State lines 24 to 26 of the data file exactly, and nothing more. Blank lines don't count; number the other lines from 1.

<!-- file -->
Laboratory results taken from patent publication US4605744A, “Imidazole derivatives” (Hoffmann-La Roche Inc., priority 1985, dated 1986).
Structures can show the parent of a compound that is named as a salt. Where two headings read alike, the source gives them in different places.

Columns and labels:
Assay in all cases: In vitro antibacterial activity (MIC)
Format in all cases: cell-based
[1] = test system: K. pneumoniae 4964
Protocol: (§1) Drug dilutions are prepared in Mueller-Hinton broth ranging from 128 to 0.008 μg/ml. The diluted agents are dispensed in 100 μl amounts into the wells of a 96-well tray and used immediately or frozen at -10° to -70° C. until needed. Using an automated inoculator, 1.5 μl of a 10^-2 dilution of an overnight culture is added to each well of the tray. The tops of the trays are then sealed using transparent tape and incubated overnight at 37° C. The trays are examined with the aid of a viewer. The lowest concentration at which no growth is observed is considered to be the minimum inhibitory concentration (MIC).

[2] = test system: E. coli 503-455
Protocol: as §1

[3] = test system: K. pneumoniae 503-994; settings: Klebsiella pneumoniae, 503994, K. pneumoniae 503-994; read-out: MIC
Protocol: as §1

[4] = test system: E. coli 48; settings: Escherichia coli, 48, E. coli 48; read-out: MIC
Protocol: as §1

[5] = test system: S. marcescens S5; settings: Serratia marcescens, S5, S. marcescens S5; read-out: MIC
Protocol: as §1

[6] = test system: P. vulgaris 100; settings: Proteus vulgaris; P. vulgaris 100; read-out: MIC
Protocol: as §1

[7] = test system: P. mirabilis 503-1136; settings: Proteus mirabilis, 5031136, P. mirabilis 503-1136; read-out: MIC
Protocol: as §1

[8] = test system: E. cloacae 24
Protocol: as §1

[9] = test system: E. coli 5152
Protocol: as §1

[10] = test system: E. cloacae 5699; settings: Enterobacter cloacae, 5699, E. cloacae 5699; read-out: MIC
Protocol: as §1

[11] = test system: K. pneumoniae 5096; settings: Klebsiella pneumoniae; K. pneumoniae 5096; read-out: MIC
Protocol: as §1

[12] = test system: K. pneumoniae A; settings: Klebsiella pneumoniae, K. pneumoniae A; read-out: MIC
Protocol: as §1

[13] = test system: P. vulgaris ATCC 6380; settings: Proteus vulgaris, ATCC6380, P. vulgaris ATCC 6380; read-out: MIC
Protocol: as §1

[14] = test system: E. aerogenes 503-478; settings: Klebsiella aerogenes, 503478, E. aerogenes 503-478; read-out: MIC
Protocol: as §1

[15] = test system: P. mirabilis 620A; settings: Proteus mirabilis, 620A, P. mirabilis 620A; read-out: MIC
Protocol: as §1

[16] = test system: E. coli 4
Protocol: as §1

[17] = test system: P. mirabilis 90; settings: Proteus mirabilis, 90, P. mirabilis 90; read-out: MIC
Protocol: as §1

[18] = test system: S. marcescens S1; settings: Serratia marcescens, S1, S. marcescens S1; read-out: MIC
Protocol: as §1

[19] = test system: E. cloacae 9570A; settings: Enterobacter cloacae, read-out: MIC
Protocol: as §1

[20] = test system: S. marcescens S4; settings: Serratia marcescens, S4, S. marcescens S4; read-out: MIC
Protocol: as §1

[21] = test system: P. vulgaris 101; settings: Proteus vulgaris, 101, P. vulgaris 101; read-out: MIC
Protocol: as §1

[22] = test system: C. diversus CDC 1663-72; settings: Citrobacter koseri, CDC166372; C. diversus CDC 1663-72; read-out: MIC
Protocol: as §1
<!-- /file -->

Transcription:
[10] = test system: E. cloacae 5699; settings: Enterobacter cloacae, 5699, E. cloacae 5699; read-out: MIC
Protocol: as §1

[11] = test system: K. pneumoniae 5096; settings: Klebsiella pneumoniae; K. pneumoniae 5096; read-out: MIC